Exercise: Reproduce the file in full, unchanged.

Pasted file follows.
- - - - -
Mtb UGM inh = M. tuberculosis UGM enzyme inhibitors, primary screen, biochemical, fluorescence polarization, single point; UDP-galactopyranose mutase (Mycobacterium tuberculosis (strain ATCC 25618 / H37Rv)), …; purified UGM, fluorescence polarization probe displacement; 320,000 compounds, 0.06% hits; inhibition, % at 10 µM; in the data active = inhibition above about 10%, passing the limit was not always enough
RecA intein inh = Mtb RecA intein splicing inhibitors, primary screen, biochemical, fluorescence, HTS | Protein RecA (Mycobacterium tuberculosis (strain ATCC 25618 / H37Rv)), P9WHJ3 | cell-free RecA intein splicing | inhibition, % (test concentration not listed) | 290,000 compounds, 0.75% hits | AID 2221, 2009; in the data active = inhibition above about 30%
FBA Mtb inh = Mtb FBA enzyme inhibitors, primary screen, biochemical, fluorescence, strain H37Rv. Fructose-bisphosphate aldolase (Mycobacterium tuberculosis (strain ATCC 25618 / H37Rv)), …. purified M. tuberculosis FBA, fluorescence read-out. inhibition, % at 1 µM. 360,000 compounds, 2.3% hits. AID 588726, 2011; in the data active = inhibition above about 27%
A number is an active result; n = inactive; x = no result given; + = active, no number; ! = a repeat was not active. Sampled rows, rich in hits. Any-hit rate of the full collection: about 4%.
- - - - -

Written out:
Mtb UGM inh = M. tuberculosis UGM enzyme inhibitors, primary screen, biochemical, fluorescence polarization, single point; UDP-galactopyranose mutase (Mycobacterium tuberculosis (strain ATCC 25618 / H37Rv)), …; purified UGM, fluorescence polarization probe displacement; 320,000 compounds, 0.06% hits; inhibition, % at 10 µM; in the data active = inhibition above about 10%, passing the limit was not always enough
RecA intein inh = Mtb RecA intein splicing inhibitors, primary screen, biochemical, fluorescence, HTS | Protein RecA (Mycobacterium tuberculosis (strain ATCC 25618 / H37Rv)), P9WHJ3 | cell-free RecA intein splicing | inhibition, % (test concentration not listed) | 290,000 compounds, 0.75% hits | AID 2221, 2009; in the data active = inhibition above about 30%
FBA Mtb inh = Mtb FBA enzyme inhibitors, primary screen, biochemical, fluorescence, strain H37Rv. Fructose-bisphosphate aldolase (Mycobacterium tuberculosis (strain ATCC 25618 / H37Rv)), …. purified M. tuberculosis FBA, fluorescence read-out. inhibition, % at 1 µM. 360,000 compounds, 2.3% hits. AID 588726, 2011; in the data active = inhibition above about 27%
A number is an active result; n = inactive; x = no result given; + = active, no number; ! = a repeat was not active. Sampled rows, rich in hits. Any-hit rate of the full collection: about 4%.